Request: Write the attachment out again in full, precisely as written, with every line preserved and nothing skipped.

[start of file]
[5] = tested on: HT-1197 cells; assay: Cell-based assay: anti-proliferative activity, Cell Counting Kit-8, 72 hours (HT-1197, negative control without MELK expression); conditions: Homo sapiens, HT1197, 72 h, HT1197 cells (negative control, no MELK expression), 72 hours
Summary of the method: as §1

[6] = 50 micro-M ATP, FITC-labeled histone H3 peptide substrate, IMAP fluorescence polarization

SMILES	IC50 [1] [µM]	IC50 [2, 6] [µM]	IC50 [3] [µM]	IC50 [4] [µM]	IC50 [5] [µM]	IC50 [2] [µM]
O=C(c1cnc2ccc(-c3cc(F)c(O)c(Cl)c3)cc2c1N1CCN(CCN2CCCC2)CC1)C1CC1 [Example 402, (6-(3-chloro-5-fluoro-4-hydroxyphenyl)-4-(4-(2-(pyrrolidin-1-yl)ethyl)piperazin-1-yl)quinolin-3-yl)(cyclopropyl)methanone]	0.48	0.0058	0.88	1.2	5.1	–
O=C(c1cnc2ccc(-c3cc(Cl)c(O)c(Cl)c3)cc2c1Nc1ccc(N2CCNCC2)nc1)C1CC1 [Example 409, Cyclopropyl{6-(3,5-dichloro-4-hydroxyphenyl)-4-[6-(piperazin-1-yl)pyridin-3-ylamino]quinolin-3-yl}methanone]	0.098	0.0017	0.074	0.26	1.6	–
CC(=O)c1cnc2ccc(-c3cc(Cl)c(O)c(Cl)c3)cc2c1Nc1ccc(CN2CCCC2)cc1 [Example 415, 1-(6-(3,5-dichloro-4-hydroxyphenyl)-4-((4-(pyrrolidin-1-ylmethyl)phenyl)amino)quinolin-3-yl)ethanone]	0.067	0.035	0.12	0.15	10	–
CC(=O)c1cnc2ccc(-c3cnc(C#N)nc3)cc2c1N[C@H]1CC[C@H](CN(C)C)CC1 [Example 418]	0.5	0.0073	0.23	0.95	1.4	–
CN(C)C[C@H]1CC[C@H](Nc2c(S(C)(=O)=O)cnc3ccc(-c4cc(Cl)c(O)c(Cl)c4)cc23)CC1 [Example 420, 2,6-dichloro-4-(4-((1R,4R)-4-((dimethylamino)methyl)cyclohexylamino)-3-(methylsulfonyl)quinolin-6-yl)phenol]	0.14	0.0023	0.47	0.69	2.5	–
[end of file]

[5] = tested on: HT-1197 cells; assay: Cell-based assay: anti-proliferative activity, Cell Counting Kit-8, 72 hours (HT-1197, negative control without MELK expression); conditions: Homo sapiens, HT1197, 72 h, HT1197 cells (negative control, no MELK expression), 72 hours
Summary of the method: as §1

[6] = 50 micro-M ATP, FITC-labeled histone H3 peptide substrate, IMAP fluorescence polarization

SMILES	IC50 [1] [µM]	IC50 [2, 6] [µM]	IC50 [3] [µM]	IC50 [4] [µM]	IC50 [5] [µM]	IC50 [2] [µM]
O=C(c1cnc2ccc(-c3cc(F)c(O)c(Cl)c3)cc2c1N1CCN(CCN2CCCC2)CC1)C1CC1 [Example 402, (6-(3-chloro-5-fluoro-4-hydroxyphenyl)-4-(4-(2-(pyrrolidin-1-yl)ethyl)piperazin-1-yl)quinolin-3-yl)(cyclopropyl)methanone]	0.48	0.0058	0.88	1.2	5.1	–
O=C(c1cnc2ccc(-c3cc(Cl)c(O)c(Cl)c3)cc2c1Nc1ccc(N2CCNCC2)nc1)C1CC1 [Example 409, Cyclopropyl{6-(3,5-dichloro-4-hydroxyphenyl)-4-[6-(piperazin-1-yl)pyridin-3-ylamino]quinolin-3-yl}methanone]	0.098	0.0017	0.074	0.26	1.6	–
CC(=O)c1cnc2ccc(-c3cc(Cl)c(O)c(Cl)c3)cc2c1Nc1ccc(CN2CCCC2)cc1 [Example 415, 1-(6-(3,5-dichloro-4-hydroxyphenyl)-4-((4-(pyrrolidin-1-ylmethyl)phenyl)amino)quinolin-3-yl)ethanone]	0.067	0.035	0.12	0.15	10	–
CC(=O)c1cnc2ccc(-c3cnc(C#N)nc3)cc2c1N[C@H]1CC[C@H](CN(C)C)CC1 [Example 418]	0.5	0.0073	0.23	0.95	1.4	–
CN(C)C[C@H]1CC[C@H](Nc2c(S(C)(=O)=O)cnc3ccc(-c4cc(Cl)c(O)c(Cl)c4)cc23)CC1 [Example 420, 2,6-dichloro-4-(4-((1R,4R)-4-((dimethylamino)methyl)cyclohexylamino)-3-(methylsulfonyl)quinolin-6-yl)phenol]	0.14	0.0023	0.47	0.69	2.5	–